Today's guest is Damnation Books author, Greg Chapman, chatting about his most recent release, The Noctuary.
AUTHOR: Greg Chapman
BOOK TITLE: The Noctuary
PUBLISHER: Damnation Books
Please tell us about yourself?
I am an emerging author of dark fiction and freelance horror illustrator from Australia. I have a background in journalism and public relations, and at the moment, I write part-time.
Tell us your latest news?
I recently finished illustrating a 200 page non-fiction graphic novel called Witches! Written by Rocky Wood and Bram Stoker Award winning author Lisa Morton. It will be published by McFarland in early 2012.
When and why did you begin writing?
I’ve always been into writing and drawing, but I didn’t really take it up until 2008. I quit my job as a newspaper reporte,r and found I had more time to think and create. My first short story was published in 2009 after completing a mentorship program with the Australian Horror Writers Association.
Is there a message in your novel that you want readers to grasp?
There are some messages in there--regret and redemption--but the primary themes revolve around creation and inspiration.
Are experiences based on someone you know, or events in your own life? (Has anyone ever realized it?)
Not directly, but the main character’s name, Simon Ryan is an amalgam of the name my parents intended to give me when I was born and my mother’s ancestral surname.
What books have most influenced your life most?
All Edgar Allan Poe’s works, Books of Blood, Hellbound Heart by Clive Barker, Sleepless by Graham Masterton
If you had to choose, which writer would you consider a mentor?
I did actually have a writer as a mentor – Brett McBean, author of The Mother and the Concrete Jungle series.
Are there any new authors that have grasped your interest?
Jeremy Wagner, author of The Armageddon Chord, Matthew Tait, author of Ghosts in a Desert World.
What was the hardest part of writing your book?
Writing The Noctuary was a bit surreal. It seemed to pour out of me. All I had was this one idea about a writer’s muse appearing in his life. It was a journey for me just as much as it was for the main character. I found that while writing the tale I was sort of exploring my own dark side and putting it on the page. I had to try and write it in one go, or I would have broken the flow.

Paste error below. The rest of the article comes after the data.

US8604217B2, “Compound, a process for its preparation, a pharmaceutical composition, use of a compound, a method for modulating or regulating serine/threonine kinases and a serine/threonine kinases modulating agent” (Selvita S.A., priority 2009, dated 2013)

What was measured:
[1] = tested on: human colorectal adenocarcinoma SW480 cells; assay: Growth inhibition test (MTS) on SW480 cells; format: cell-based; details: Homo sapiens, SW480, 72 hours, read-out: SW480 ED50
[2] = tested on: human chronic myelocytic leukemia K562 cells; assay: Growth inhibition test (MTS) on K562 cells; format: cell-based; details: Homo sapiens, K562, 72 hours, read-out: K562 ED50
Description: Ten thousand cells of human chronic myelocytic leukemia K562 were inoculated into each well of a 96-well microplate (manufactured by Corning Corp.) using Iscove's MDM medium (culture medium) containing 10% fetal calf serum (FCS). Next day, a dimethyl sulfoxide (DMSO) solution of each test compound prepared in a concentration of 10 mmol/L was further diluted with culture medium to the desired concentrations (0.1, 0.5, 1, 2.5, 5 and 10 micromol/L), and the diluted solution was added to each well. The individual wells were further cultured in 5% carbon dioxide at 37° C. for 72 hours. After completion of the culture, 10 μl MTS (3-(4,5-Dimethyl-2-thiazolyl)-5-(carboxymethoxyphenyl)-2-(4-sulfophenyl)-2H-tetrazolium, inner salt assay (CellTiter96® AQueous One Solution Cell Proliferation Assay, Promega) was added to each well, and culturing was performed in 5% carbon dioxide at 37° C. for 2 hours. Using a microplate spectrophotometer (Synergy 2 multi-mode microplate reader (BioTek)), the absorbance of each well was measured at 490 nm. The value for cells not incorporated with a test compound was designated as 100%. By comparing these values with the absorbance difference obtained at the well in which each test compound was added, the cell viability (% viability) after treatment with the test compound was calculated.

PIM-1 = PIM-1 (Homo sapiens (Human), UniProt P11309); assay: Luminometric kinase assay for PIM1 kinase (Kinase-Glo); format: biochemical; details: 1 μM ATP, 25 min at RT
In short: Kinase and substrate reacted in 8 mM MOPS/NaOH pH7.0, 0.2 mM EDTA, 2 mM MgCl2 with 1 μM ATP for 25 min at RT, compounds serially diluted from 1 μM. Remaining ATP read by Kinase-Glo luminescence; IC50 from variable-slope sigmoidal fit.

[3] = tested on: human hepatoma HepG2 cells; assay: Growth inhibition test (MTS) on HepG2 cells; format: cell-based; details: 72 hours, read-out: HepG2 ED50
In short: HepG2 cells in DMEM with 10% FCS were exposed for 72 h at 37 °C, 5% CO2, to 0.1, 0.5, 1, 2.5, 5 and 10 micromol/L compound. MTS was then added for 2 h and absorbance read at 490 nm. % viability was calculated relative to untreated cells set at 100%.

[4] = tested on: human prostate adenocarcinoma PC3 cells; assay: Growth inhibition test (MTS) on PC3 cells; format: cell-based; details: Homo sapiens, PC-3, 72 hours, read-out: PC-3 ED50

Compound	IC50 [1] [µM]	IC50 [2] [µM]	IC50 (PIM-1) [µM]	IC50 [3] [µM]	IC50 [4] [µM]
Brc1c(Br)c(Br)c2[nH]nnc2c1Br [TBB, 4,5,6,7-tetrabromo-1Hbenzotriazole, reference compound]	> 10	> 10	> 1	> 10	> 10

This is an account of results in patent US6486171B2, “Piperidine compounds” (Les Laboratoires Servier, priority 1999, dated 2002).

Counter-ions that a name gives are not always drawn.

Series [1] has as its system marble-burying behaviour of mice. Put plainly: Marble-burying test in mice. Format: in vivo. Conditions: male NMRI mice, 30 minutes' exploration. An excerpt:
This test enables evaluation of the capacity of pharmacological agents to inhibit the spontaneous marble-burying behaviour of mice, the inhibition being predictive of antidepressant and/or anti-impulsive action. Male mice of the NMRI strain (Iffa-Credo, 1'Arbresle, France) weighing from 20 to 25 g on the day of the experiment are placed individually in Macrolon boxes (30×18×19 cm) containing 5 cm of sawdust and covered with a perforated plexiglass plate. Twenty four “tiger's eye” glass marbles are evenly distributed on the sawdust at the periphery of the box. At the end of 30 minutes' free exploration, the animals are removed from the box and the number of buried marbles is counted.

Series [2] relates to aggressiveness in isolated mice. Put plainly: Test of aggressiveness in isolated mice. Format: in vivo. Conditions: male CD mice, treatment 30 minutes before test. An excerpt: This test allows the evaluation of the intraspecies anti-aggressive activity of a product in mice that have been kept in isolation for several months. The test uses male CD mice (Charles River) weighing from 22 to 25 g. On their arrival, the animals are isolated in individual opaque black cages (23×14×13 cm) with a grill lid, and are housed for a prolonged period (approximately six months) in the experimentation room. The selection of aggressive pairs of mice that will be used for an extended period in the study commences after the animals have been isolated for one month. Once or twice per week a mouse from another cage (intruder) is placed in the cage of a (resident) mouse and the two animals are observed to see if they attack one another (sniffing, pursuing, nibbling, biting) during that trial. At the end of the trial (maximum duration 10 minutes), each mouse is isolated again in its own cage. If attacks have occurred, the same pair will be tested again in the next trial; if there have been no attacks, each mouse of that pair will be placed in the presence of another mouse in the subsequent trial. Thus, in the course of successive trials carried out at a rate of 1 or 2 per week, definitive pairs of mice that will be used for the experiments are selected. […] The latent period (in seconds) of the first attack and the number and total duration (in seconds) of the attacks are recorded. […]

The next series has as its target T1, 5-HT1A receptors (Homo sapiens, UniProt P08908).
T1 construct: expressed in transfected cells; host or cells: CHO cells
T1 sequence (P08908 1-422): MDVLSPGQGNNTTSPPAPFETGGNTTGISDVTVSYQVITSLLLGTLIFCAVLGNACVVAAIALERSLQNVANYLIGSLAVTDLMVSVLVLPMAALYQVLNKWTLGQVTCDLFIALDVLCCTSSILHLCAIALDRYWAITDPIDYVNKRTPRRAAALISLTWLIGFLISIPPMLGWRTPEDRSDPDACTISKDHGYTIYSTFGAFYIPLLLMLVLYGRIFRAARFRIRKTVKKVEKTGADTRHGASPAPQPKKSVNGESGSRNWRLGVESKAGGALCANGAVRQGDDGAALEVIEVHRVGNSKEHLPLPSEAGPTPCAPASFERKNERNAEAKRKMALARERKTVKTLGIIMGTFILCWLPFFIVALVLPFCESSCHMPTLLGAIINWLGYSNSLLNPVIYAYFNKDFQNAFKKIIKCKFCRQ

Do you have any advice for other writers?
Read in and outside your chosen genre. Forget the rejections and write what you want to write. Try and tap into yourself and don’t be afraid to push yourself.
Who is your publisher and how did you connect with them?
Damnation Books is my publisher, and this is my second book with them, the first being Torment, which was published in March. I connected through the usual channels of story market search engines.
How can we find you? Website, Facebook, Twitter, blog, etc. - please share your public links.
I have a few sites –
Author site – www.wix.com/darkscribe/gregchapman
Author blog – www.darkscrybe.blogspot.com
Torment site – www.wix.com/darkscribe/tormentbook
The Noctuary site – www.wix.com/darkscribe/thenoctuary
Facebook - http://www.facebook.com/GregChapman.Author
Twitter – www.twitter.com/darkscrybe
About the book:
Simon Ryan is Hell’s new scribe…the safety of our souls will depend on his every word.
Struggling writer Simon Ryan’s life has gone to Hell.
Shadows are pouring into his reality and his words are not his own anymore. He has been chosen to become a scribe for some of the worst creatures of the Underworld–the ones whose sole purpose is to torment human souls–The Dark Muses.
As Simon writes he falls deeper into the abyss and before long he has no sense of what is real. With the help of another scribe, old and mutilated, Simon comes to discover that his writing can mould people and places–that he can write things out of existence.
To become a scribe he has to pass a test and the Muses offer him a chance to rewrite his horrible past. All Simon has to decide is how the story ends.
I awaken to find my sheets flooded with blood. Beside me, in the half-light is a body stripped of flesh and viscera; the thighbones and teeth shine with a sickening brightness. I cry out and try to remove myself from the bed, scrambling to get the soaked sheets off my naked skin.
As the horror rises and falls in my stomach, my mind tries to interpret the grotesque scene. My eyes don’t want to look away and my mouth is mute; my tongue slack and, when I try to reanimate it, a vile taste seeps to the surface. The metallic sensation is unmistakable. I almost trip on the way to the bathroom where I promptly throw-up in the toilet. The foulness from my stomach burns my eyes and brings on a second wave of nausea–pieces of flesh, red raw from mastication, float in the bowl. Within the putrid mess is a chunk of a woman’s breast.
Oh no; oh, God. I run back into the room and force myself to look at the remains on my bed. Christina’s two-piece suit lies on the floor, along with her bra and panties, stained with flecks of blood.
My stomach erupts onto the floor again, providing more proof of the unthinkable act I perpetrated upon my agent.
As I shudder with a feverish terror, images replay in my mind – my lust towards Christina and her breast bleeding onto my tongue. I’m about to gag once more when I glimpse a shadow in the corner of my eye.
"I didn’t think you had it in you, kid," says Schiller, emerging to take in the sight of Christina’s inner most secrets.
I can’t talk. I just stare at Christina. Schiller hauls me to my feet and sits me down on the side of the bed. I feel Christina’s lightened frame shift on the bed.
"You’re only supposed to write about this shit–not live it!" he tells me.